The annually occurring ozone hole over the Antarctic had rapidly grown from mid-August 2020 and peaked at around 24 mln sq km
The annually occurring ozone hole over the Antarctic had rapidly grown from mid-August and peaked at around 24 million square kilometres — one of the largest so far — in early October 2020.
The expansion of the hole was driven by a strong, stable and cold polar vortex and very cold temperatures in the stratosphere. The same meteorological factors also contributed to the record 2020 Arctic ozone hole, which has also closed.
A polar vortex is a wide expanse of swirling cold air, a low pressure area, in polar regions. During winters, the polar vortex at the North Pole expands, sending cold air southward.
An ozone hole is the thinning of the ozone layer boosted in size by colder temperatures.
As the temperatures high up in the stratosphere starts to rise, ozone depletion slows, the polar vortex weakens and breaks down. By the end of December, ozone levels return to normal. This time around, however, the process took longer.
The formation of ozone hole in the Antarctic has been an annual occurrence and has been recorded for the last 40 years. Human-made chemicals migrate into the stratosphere and accumulate inside the polar vortex. It begins to shrink in size as warmer temperatures dominate.
The 2020 Antarctic hole was unprecedented as the polar vortex kept the temperature of the ozone layer cold, preventing the mixing of ozone depleted air above Antarctica with ozone rich air from higher latitudes.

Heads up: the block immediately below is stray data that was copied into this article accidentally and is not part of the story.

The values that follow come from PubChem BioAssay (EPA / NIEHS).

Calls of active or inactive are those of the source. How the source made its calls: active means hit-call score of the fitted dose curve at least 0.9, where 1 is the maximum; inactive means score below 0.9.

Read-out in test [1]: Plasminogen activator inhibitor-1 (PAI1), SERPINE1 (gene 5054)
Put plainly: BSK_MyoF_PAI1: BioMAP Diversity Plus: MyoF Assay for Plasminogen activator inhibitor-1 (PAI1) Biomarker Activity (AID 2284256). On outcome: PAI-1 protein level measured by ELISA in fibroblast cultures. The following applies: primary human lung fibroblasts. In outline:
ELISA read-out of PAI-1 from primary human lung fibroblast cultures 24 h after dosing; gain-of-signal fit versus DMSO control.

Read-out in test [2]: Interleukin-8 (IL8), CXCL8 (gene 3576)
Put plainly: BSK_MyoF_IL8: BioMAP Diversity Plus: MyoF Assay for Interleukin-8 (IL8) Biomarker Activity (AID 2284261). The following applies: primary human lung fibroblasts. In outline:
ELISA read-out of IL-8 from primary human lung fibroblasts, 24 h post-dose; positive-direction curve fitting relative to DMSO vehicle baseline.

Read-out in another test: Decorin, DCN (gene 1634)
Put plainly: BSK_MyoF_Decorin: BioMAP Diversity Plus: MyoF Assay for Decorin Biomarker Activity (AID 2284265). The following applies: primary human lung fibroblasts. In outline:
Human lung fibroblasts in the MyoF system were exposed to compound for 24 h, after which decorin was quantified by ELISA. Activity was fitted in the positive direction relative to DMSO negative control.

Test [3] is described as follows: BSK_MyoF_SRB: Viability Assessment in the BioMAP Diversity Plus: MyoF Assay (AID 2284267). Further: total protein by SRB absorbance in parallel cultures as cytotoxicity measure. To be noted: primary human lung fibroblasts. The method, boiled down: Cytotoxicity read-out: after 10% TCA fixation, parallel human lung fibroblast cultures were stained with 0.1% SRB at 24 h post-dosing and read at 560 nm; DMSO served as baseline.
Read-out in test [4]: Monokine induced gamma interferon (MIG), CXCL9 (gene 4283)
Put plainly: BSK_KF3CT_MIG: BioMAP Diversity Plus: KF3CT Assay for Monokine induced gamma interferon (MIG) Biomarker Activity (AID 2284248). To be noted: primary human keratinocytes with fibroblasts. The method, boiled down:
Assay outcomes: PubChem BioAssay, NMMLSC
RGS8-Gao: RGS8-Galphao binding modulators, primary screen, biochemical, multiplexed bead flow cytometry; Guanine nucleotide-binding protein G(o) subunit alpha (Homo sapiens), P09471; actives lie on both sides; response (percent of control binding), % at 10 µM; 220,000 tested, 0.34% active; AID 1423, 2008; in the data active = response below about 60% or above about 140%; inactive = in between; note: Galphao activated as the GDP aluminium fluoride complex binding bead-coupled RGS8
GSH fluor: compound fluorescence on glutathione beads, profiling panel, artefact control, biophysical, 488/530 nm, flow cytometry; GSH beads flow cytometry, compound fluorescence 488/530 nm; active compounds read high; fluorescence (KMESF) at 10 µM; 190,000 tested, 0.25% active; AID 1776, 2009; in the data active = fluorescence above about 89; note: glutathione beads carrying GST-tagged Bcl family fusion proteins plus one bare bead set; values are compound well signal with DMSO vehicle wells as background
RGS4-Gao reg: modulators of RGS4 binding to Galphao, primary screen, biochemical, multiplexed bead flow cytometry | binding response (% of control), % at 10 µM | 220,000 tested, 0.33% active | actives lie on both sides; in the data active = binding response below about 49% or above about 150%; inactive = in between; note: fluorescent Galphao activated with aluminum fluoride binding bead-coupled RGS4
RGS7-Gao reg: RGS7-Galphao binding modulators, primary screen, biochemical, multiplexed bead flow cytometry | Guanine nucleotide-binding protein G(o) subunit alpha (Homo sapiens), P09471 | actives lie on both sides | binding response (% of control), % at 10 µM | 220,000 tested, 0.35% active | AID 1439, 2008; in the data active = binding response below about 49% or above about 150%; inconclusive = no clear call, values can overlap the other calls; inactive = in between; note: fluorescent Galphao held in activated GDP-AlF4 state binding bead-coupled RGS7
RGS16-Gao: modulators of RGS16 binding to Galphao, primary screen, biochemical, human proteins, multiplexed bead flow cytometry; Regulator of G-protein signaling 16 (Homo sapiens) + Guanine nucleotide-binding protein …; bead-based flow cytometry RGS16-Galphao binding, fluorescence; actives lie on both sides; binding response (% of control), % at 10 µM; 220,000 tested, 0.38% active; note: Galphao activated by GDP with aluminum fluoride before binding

Vincent-Henri Peuch, director, Copernicus Atmosphere Monitoring Service, had earlier stressed the need to keep enforcing the Montreal Protocol banning emissions of ozone depleting substances (OSD).
WMO’s Global Atmosphere Watch programme works closely with Copernicus Atmospheric Monitoring Service, The United States National Aeronautics and Space Administration, Environment and Climate Change Canada and other partners to monitor the Earth’s ozone layer.
The Montreal Protocol on Substances that Deplete the Ozone Layer regulates production and consumption of nearly 100 chemicals referred (OSD). Since the ban on halocarbons, the ozone layer has slowly been recovering, according to WMO.
We are a voice to you; you have been a support to us. Together we build journalism that is independent, credible and fearless. You can further help us by making a donation. This will mean a lot for our ability to bring you news, perspectives and analysis from the ground so that we can make change together.
Comments are moderated and will be published only after the site moderator’s approval. Please use a genuine email ID and provide your name. Selected comments may also be used in the ‘Letters’ section of the Down To Earth print edition.